Problem Medical errors are a health burden. Residents must be aware of patient safety threats and have confidence reporting concerns. Creative modalities for teaching such content (eg, simulation) are resource intensive, while lectures do not assimilate clinical practice. Therefore, the objective of this project was to assess the use of a comic book to train Internal Medicine residents to identify patient safety issues. We report acceptability of the teaching tool and awareness and confidence in identifying patient safety issues using a comic book.
Approach Residents from the Medical College of Wisconsin participated in a 1-hour session to identify 24 safety topics in a comic book. The primary outcomes were awareness and confidence. Engagement and enjoyment were also measured as forms of acceptability of the tool. Comparisons were made using Fisher’s exact tests and paired t-tests for awareness questions and Fisher’s exact tests for confidence questions. Analyses were performed using SAS V.9.4.
Outcomes Fifty participants were included in the analyses. Proportions in each awareness category were significantly different on post-test in 21 of 24 topics included. The confidence in both identifying safety topics (55.1% precourse to 96% postcourse) and reporting them (35.42%–90%) increased significantly after the curriculum. 90% found the tool enjoyable and 98% found the tool engaging.
Next steps This curriculum was successful in increasing resident awareness and confidence regarding patient safety. The use of a comic book was acceptable to residents. Future directions include digital conversion of the curriculum and expansion to include multiple settings within the hospital.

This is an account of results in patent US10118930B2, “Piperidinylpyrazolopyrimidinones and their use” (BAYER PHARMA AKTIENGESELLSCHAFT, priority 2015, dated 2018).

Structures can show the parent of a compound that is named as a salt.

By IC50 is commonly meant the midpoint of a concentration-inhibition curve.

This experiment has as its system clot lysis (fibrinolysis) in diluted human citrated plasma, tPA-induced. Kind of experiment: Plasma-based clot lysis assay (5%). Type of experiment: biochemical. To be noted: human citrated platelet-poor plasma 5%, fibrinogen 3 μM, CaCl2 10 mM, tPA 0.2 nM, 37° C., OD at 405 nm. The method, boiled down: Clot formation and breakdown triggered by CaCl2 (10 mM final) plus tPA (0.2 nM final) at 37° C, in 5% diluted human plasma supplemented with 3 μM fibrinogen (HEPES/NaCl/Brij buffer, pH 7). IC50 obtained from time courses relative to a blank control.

- patient safety
- medical education
- hospital medicine
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Contributors TCM drafted the comic book. TCM and KEF designed the study. HP acquired and analysed the data. TM and HP developed the analyses, and TCM, HP, JSW, and KEF interpreted the data. TCM, HP, JSW and KEF critically revised the manuscript for important intellectual content. All authors approved the final manuscript.
Funding The authors have not declared a specific grant for this research from any funding agency in the public, commercial or not-for-profit sectors.
Competing interests None declared.
Patient consent for publication Not required.
Ethics approval The course evaluation was approved by the MCW Institutional Review Board.
Provenance and peer review Not commissioned; externally peer reviewed.